The adoption of cryptocurrencies has brought financial freedom to millions, but its inherently open and accessible nature has also resulted in a surge in the quantity and quality of scams in the digital age.

Indeed, scams are arguably the bread and butter of many an influencer, especially the ones that openly profess their effective altruism for humanity – lovely people. In pursuing such venerable exploits, all from the goodness of their hearts, fraudsters tend to opt for crypto rug pulls, giveaways, traditional Ponzi schemes and phishing scams, and everything in between.

Where money is involved, there will always be a subset of people who choose to knowingly defraud others. To this unsavoury end, bad actors are constantly on the prowl for whichever flavour-of-the-month scam is best for business. The decentralised and pseudonymous nature of cryptocurrencies, a double-edged sword in its own right – opens the door to silver-tongued scammers getting the better of those who may be less knowledgeable and more gullible.

For perspective, between January 2021 and June 2022, over 46,000 people reported losing over $1 billion in cryptocurrency to a number of scams, according to a Federal Trade Commission (FTC) report. The alarming figure includes people who willingly shared this information with the agency.

As such, staying up to date with different types of scams could be the difference between having a full or empty crypto wallet. In this article, we’ll go through the top 10 most common crypto scams in 2023.

Top 10 Most Common Crypto Scams

10. Social media scams

Social media is a popular method for crypto-related fraud. These con artists use social media platforms to promote their schemes by imitating well-known brands or personalities.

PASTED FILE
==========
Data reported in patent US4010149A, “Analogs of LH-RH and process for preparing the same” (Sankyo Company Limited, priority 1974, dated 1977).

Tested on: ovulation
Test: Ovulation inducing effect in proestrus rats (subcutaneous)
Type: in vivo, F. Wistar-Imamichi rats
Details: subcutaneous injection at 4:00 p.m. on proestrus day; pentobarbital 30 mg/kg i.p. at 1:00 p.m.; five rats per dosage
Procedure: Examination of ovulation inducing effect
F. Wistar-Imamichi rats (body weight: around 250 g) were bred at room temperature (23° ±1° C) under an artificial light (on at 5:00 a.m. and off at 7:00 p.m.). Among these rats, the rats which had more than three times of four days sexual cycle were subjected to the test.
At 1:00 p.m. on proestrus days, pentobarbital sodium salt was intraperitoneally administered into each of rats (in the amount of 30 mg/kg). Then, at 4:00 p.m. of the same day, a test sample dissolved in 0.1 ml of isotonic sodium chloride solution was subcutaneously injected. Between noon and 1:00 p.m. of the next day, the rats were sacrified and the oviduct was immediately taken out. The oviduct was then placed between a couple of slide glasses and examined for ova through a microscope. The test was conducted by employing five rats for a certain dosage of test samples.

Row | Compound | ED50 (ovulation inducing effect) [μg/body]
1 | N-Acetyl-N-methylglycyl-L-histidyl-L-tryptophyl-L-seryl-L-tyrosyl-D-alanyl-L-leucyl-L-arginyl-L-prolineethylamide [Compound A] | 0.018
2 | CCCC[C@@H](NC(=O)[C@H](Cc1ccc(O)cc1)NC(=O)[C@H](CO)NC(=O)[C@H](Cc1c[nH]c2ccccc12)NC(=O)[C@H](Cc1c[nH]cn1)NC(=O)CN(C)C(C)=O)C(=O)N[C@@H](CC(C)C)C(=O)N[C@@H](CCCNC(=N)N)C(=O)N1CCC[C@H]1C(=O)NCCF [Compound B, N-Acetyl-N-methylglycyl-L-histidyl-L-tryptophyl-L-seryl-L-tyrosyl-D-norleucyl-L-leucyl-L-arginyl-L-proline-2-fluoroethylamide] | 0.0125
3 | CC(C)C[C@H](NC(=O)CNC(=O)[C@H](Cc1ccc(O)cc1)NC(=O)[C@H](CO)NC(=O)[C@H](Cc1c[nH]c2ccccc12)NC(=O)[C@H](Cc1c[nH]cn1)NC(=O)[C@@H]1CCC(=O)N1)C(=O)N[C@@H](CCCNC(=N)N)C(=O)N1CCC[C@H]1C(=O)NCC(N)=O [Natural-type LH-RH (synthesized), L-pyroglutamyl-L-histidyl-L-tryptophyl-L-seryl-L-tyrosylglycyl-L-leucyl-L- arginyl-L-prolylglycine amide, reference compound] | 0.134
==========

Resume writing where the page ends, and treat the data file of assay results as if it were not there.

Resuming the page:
Instagram, TikTok and Twitter (X) are among the most popular platforms for such behaviour. While each site has taken steps to curb crypto fraud, bot accounts scams pitching phony crypto ventures are very common, especially in comment sections.

In June, the European Consumer Organization (BEUC) released a report which accused social media platforms of enabling such scams too. The 20-page report emphasised that Instagram and TikTok had loose policies that allowed scammers to target unsuspecting teenagers. 

Unfortunately, there has been speculation that in a bid to promote verification online, which would hurt anonymity, it is questionable how some of the largest tech. companies on earth cannot seem to get a handle on bots and fake accounts.

On a positive note, personal protection against crypto scams is not hard. Users must simply remain vigilant when interacting with trending projects and accounts, ensuring that the online handle does not have a modified username, or posting strange out-of-character things online.

9. AI Crypto Scams

The world of tech is abuzz with artificial intelligence (AI). This hype train has allowed scammers to develop new techniques to deceive people. For instance, AI chatbots or virtual assistants engage with individuals, provide investment advice, promote fake air tokens and initial coin offerings (ICOs), or fake high-yield investment products, only as a means to steal their wealth.

The air of professionalism and trustworthiness surrounding AI chat bots is used as a means to take advantage of unsuspecting users, who may believe they’re interacting with a higher consciousness, when it’s merely a chat-bot used towards nefarious ends. The use of rogue AI chat-bot managers can also challenge social proof metrics for projects by creating an illusion of growth, when in reality, it’s bots chatting to each other.

Moreover, by leveraging social media using AI-generated content, scammers can even orchestrate elaborate pump-and-dump schemes, inflating the value of tokens artificially and selling off profits thereafter. The ubiquitous nature of artificial intelligence unfortunately means such attempts will likely increase going forward, since automation and low running costs inherently promote the activity.

That said, it’s worth noting that AI will also be used combat scams – AI vs AI. Researchers at Sand Diego State University have developed a system which detects and exposes crypto giveaway scams on Twitter.

However, it is worth noting that AI can also be used to combat online scams. For example, researchers at San Diego State University have developed an AI system to detect and expose cryptocurrency giveaway scams on Twitter. 

8. Fake Endorsements

Scammers can use high-profile persons’ faces to advertise fake endorsement schemes related to crypto (or any) ventures without their consent. Elon Musk, Prince Harry and Meghan Markle, Bill Gates, Mark Zuckerberg, and Sir Richard Branson are among the noteworthy individuals who have been unintentionally implicated in such schemes.